Saying “Bless You” Can Save One’s Soul

Saying “Bless You” Can Save One’s Soul

“Se acostumbra decir salud a alguien que destornuda por obediencia pero hora en dia, no mucha gente se sabe el verdadero significado. En realidad se le tiene que decir ala gente que esta destornudando, ‘Jesus le ayude” porque cuando alguien esta destornudando es porque el cuerpo se quiere desaser de un espiritu maligno… esta historia era muy comun cuando yo era nina. Mucha gente creia en todo esto porque eran tiempos en donde existia mucho la maldad, la brujeria y las brujas… yo no se a quien escuche diciendo esta frase por primera vez, alomejor porque era algo que alguien cresia escuchando… al parecer, ahora no hay tanta brujeria como antes, pore so talvez mucha gente ya no dise la frase como debe decirla. Pero yo la sigo diciendo, y la voy a seguir diciendo.”

“It is custom to tell someone bless you when they are sneezing as a sign of friendliness but now a days, not a lot of people know the real meaning of it. In reality, one has to say to the people sneezing, “may Jesus help you” because when someone is sneezing, the body is trying to get rid of a bad spirit from within… this was a very common story when I was a little girl. A lot of people believed in all of this because they were times where a lot of evilness existed, witchcraft and witches… I don’t know who I first heard using this phrase, maybe because it was something that one just grew up hearing… from the looks of it, now there isn’t as much witchcraft as there was before, maybe that’s why a lot of people now don’t say the phrase as it’s supposed to be said. But I still say it that ways and will continue to say I that way.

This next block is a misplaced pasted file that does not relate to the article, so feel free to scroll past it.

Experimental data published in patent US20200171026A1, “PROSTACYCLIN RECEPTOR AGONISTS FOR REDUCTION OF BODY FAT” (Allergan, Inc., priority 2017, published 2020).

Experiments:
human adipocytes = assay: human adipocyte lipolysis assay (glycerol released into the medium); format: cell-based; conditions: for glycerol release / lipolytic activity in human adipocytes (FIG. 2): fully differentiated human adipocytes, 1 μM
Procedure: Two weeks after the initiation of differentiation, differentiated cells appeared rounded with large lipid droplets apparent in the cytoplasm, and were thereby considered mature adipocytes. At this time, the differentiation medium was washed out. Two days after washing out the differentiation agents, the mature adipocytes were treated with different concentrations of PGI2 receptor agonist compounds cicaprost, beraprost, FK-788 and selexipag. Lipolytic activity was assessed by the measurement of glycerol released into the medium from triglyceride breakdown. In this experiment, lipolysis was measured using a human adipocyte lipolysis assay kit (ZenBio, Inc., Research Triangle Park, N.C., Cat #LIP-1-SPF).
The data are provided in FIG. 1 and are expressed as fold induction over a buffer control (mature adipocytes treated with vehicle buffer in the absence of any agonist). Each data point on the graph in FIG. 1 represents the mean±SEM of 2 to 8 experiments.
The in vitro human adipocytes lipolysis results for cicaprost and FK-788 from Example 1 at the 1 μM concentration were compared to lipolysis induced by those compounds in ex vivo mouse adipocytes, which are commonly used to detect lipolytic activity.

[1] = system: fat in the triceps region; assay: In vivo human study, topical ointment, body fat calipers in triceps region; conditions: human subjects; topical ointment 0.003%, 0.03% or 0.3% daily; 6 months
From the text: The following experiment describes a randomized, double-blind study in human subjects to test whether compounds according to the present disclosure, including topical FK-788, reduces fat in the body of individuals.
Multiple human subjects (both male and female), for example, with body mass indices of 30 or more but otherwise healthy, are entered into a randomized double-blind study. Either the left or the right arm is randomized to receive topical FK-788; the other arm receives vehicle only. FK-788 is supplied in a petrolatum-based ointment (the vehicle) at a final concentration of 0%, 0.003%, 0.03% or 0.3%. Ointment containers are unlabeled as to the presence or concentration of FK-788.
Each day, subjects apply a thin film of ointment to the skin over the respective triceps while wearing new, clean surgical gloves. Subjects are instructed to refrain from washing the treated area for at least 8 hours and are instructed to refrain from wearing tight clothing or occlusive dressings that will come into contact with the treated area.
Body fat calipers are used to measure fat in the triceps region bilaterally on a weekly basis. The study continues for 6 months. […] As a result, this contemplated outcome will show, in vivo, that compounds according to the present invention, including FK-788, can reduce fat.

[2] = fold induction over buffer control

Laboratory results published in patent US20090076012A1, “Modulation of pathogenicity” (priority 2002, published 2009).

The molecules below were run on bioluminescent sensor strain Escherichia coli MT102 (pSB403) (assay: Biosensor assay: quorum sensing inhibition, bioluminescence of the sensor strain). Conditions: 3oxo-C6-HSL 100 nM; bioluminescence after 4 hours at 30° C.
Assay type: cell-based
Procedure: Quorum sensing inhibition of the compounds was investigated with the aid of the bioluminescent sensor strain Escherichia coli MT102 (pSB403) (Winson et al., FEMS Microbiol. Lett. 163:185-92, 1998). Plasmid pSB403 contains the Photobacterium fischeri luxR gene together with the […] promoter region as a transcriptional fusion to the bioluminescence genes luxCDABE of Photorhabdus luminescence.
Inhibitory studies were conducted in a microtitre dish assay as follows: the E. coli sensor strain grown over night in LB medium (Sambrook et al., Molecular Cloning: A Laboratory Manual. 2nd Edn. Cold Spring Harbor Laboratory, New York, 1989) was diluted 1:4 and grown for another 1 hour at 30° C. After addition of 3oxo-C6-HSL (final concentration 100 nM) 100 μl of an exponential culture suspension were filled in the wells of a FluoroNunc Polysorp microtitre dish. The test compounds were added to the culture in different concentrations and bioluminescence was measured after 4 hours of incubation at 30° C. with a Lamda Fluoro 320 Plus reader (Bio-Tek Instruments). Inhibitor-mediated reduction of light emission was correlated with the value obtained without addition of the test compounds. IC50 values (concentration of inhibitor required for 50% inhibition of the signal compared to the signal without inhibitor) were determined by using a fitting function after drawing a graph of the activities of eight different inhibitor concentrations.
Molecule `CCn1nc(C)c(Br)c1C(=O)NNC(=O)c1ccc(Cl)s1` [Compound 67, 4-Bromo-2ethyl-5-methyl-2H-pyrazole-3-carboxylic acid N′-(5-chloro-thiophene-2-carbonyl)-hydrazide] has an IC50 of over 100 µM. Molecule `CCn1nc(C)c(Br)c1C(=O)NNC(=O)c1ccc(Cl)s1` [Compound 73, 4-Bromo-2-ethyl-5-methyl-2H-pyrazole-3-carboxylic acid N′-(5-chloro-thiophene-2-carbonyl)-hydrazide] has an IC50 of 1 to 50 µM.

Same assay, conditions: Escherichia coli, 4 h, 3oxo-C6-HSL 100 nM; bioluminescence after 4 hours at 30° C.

My informant is a Mexican native of 68 years. She was born and raised there and continues to reside there. In her times, life was much simpler; there were no schools so anything she had to know was taught by people around her. Even though her stories may not seem plausible, they are the kind of stories she grew up listening to so she will hold her faith to their truthfulness with no hesitation. She now continues to pass on the stories she know to her children and grandchildren.

This specific story was fascinating to hear because even though it may seem like one specific type of folk tale, it ends up incorporating several other folk themes. This story incorporates a sort of cure for evil spirits, as well as incorporating witchcraft and witch concepts. Witches are not scientifically proven to be real so therefore one can infer that this story may be a fallacy, however, just because it has not yet been scientifically proven doesn’t mean it’s false. Furthermore, the fact that my informant believes this story to be completely true, can only serve as point in favor to considering the truthfulness of this story. I however personally don’t believe it’s entirely a true story, but it is fascinating to see the kind of mythical identities that were incorporated into this story which tie in to the time of when this story originated.